Bishop David G. O’Connell
ST. THOMAS AQUINAS
St Thomas Aquinas’ Catena Aurea is a unique work of scriptural commentary which nites the teachings of both early Latin and Eastern Church Father. It affords the reader a look into the deep meaning of the Gospels as understood throughout early Church history.
10. And the people asked him, saying, What shall we do then?
11. He answereth and saith unto them, He that hath two coats, let him impart to him that hath none; and he that hath meat, let him do likewise.
12. Then came also Publicans to be baptized, and said unto him, Master, what shall we do?
13. And he said unto them, Exact no more than that which is appointed you.
14. And the soldiers likewise demanded of him, saying, And what shall we do? And he said unto them, Do violence to no man, neither accuse any falsely; and be content with your wages.
GREGORY. (ubi sup.) In the preceding words of John, it is plain that the hearts of his hearers were troubled, and sought for advice from him. As it is added, And they asked him, saying, &c.
ORIGEN. Three classes of men are introduced as enquiring of John concerning their salvation, one which the Scripture calls the multitude, another to which it gives the name of Publicans, and a third which is noticed by the appellation of soldiers.
THEOPHYLACT. Now to the Publicans and soldiers he gives a commandment to abstain from evil, but the multitudes, as not living in an evil condition, he commands to perform some good work, as it follows, He that hath two coats, let him give one.
GREGORY. (ubi sup.) Because a coat is more necessary for our use than a cloak, it belongs to the bringing forth of fruits worthy of repentance, that we should divide with our neighbours not only our superfluities but those which are absolutely necessary to us, as our coat, or the meat with which we support our bodies; and hence it follows, And he who has meat, let him do likewise.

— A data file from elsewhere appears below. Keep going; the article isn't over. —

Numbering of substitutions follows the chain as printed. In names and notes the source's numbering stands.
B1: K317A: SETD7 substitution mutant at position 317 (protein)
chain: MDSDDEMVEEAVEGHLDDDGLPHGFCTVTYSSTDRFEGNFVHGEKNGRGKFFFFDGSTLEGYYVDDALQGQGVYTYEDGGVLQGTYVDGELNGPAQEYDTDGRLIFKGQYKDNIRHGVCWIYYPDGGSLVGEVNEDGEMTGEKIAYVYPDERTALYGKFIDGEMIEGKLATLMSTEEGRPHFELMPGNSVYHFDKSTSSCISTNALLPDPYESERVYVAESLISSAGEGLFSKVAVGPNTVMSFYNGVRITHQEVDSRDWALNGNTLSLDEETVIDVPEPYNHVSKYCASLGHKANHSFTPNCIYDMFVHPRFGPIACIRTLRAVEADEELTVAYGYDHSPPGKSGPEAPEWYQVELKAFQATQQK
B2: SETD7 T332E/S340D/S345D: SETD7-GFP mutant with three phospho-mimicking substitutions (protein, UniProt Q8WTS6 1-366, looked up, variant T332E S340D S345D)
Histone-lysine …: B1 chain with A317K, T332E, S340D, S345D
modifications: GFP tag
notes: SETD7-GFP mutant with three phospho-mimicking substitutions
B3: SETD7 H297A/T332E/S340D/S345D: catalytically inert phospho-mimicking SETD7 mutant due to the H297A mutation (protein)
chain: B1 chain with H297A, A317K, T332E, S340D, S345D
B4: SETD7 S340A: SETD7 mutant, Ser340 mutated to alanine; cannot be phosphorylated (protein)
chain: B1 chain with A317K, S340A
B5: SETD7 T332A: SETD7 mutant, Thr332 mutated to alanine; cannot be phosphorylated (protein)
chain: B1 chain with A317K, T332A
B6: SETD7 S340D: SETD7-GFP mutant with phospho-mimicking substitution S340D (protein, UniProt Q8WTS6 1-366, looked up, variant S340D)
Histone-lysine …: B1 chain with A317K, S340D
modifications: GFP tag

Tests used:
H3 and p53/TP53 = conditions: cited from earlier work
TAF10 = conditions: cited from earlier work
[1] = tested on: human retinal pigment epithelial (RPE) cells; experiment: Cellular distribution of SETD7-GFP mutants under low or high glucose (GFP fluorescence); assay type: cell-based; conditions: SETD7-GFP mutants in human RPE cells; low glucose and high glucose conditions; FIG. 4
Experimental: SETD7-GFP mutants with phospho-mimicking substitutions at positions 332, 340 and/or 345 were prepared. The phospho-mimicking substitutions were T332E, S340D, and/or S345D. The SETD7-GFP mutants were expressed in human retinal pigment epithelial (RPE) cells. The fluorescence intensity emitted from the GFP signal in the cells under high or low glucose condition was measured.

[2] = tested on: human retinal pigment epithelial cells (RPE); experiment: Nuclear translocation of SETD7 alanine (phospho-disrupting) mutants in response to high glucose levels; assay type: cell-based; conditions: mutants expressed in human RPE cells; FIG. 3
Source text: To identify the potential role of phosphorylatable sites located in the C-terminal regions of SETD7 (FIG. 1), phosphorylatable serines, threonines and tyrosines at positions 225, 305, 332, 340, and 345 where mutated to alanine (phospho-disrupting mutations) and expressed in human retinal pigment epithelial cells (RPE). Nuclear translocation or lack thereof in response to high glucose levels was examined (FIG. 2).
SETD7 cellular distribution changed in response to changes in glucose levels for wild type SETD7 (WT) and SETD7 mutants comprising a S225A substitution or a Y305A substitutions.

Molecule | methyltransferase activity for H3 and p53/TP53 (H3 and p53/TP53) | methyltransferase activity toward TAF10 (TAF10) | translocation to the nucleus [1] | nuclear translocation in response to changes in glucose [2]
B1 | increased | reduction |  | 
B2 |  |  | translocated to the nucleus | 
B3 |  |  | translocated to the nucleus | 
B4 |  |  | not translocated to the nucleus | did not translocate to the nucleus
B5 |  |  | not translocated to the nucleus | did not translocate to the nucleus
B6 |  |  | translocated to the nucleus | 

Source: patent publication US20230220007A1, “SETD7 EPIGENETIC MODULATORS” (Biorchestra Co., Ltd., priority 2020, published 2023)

BASIL. But we are hereby taught, that every thing we have over and above what is necessary to our daily support, we are bound to give to him who hath nothing for God’s sake, who hath given us liberally whatever we possess.
GREGORY. (ubi sup.) For because it was written in the law, Thou shalt love thy neighbour as thyself, he is proved to love his neighbour less than himself, who does not share with him in his distress, those things which are even necessary to himself. Therefore that precept is given of dividing with one’s neighbour the two coats, since if one is divided no one is clothed. But we must remark in this, of how much value are works of mercy, since of the works worthy of repentance these are enjoined before all others.
AMBROSE. For other commands of duty have reference only to individuals, mercy has a common application. It is therefore a common commandment to all, to contribute to him that has not. Mercy is the fulness of virtues, yet in mercy itself a proportion is observed to meet the capacities of man’s condition, in that each individual is not to deprive himself of all, but what he has to share it with the poor.
ORIGEN. But this place admits of a deeper meaning, for as we ought not to serve two masters, so neither to have two coats, lest one should be the clothing of the old man, the other of the new, but we ought to cast off the old man, and give to him who is naked. For one man has one coat, another has none at all, the strength therefore of the two is exactly contrary, and as it has been written that we should cast all our crimes to the bottom of the sea, so ought we to throw from us our vices and errors, and lay them upon him who has been the cause of them.
THEOPHYLACT. But some one has observed that the two coats are the spirit and letter of Scripture, but John advises him that hath these two to instruct the ignorant, and give him at least the letter.
BEDE. What great virtue there was in the discourse of the Baptist is manifested by this, that the Publicans, nay even the soldiers, he compelled to seek counsel of him concerning their salvation, as it follows, But the publicans came.
CHRYSOSTOM. (Hom. in Matt. 24.) Great is the force of virtue that makes the rich seek the way of salvation from the poor, from him that hath nothing.